Award based on a state cooperative purchasing contract: The city based the award recommendation to the council on a state-wide cooperative purchasing contract that had earlier solicited local bids, although no specific local bids were solicited for the particular truck in question. The car dealership that was awarded the contract is not local, but is based in Albuquerque.
Did the city administration lie? While the director of the City's General Services Department told the city council that he sought local bids, one council member later discovered that a local car dealer had not been solicited to submit a bid, prompting the council member to call the General Services Department director a liar. But the department director asserted that local bids had been solicited when the state bid a state-wide contract for trucks, and that the department was basing the award off of the cooperative purchasing contract with the state.
New local bid price lower: The concerned council member then obtained a bid from a local car dealership that was $500 less than the Albuquerque business, prompting the department director to assert that the council member had shown the local dealership the Albuquerque price, a charge the council member denied.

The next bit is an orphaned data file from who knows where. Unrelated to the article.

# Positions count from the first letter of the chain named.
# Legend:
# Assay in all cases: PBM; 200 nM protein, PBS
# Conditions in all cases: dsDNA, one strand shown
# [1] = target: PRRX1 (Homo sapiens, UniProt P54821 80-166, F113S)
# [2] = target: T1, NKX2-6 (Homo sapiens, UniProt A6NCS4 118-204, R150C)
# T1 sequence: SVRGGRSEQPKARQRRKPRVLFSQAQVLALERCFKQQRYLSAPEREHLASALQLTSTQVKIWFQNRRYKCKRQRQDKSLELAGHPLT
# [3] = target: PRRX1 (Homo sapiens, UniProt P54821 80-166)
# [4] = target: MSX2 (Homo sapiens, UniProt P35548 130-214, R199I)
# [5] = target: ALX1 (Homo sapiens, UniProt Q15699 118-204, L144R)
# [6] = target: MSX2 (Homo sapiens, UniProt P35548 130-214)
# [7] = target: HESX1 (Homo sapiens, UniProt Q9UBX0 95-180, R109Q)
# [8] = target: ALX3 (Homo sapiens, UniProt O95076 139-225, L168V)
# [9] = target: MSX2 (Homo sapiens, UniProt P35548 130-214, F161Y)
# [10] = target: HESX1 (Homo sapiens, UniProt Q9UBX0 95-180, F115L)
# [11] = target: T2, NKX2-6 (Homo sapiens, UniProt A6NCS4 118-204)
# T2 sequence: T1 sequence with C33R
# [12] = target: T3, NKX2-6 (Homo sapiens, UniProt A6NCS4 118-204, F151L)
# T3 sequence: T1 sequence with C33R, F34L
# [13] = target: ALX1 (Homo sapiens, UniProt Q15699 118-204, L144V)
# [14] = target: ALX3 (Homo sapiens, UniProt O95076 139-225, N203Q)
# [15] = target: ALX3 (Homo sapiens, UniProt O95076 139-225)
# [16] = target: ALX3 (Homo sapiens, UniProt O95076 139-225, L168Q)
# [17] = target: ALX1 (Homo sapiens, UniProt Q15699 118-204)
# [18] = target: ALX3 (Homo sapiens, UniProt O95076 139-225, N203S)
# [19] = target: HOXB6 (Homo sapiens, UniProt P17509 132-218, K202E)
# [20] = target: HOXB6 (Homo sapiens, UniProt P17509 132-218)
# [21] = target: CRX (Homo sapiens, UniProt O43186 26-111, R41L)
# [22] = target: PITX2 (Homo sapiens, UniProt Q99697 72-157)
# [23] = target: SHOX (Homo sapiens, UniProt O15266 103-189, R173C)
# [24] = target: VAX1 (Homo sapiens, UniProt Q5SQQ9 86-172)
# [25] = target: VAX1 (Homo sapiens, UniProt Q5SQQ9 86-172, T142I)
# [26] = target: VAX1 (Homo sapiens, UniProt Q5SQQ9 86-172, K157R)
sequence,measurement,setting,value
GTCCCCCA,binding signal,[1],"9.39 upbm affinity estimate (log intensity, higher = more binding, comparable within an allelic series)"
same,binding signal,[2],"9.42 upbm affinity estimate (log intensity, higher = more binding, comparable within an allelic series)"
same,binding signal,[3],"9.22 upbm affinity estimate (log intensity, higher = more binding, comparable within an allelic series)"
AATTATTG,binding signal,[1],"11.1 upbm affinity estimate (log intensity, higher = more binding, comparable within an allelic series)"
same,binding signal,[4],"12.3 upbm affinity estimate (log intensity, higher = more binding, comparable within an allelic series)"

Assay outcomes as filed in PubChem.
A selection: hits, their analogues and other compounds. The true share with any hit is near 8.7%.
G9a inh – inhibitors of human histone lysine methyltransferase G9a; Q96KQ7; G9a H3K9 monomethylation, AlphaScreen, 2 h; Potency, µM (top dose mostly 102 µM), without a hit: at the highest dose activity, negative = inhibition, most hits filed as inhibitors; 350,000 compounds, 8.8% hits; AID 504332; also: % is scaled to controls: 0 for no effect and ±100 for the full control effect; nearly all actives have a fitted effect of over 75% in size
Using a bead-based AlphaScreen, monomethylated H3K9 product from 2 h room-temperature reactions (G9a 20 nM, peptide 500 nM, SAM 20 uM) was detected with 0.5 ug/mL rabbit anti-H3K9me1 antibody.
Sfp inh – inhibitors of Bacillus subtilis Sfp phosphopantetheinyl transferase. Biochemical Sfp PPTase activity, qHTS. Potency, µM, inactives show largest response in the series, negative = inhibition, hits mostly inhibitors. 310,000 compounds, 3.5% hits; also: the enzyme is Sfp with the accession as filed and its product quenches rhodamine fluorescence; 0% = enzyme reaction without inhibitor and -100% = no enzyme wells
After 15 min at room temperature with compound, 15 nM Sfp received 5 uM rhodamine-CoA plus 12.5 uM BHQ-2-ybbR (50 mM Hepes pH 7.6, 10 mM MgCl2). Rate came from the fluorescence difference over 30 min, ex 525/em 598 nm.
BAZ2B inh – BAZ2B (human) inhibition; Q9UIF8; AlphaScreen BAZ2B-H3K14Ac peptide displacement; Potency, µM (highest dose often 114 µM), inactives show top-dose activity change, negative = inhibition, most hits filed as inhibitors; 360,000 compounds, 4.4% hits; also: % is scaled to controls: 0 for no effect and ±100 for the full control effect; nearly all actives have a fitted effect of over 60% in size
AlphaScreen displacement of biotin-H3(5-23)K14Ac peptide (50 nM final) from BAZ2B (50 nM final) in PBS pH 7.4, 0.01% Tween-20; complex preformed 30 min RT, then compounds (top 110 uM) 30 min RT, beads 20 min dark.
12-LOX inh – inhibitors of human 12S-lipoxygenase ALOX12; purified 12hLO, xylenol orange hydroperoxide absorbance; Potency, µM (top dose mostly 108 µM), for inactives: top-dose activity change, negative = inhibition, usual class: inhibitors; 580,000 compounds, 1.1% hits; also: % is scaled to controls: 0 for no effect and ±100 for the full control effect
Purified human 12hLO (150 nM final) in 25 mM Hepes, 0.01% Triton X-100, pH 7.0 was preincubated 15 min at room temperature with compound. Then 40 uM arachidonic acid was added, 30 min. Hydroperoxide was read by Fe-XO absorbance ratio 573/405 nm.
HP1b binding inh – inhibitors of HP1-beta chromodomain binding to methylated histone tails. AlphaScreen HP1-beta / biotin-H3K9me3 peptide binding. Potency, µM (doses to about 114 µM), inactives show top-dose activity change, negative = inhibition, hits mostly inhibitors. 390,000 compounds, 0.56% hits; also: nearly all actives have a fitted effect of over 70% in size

More information: Click here to read a more complete news story about this simmering controversy in New Mexico.
- Transparency: Be transparent, precise, and clear when making award recommendations to elected officials.
- Perceptions: Remember that perceptions matter, especially when it comes to use of local businesses.
- Civility: Be professional, civil, and act like adults in discussing procurement issues.
- Procedures: Have clear procedures for when cooperative purchasing agreements will be used and for who is authorized to obtain bids.
Mike Purdy's Public Contracting Blog
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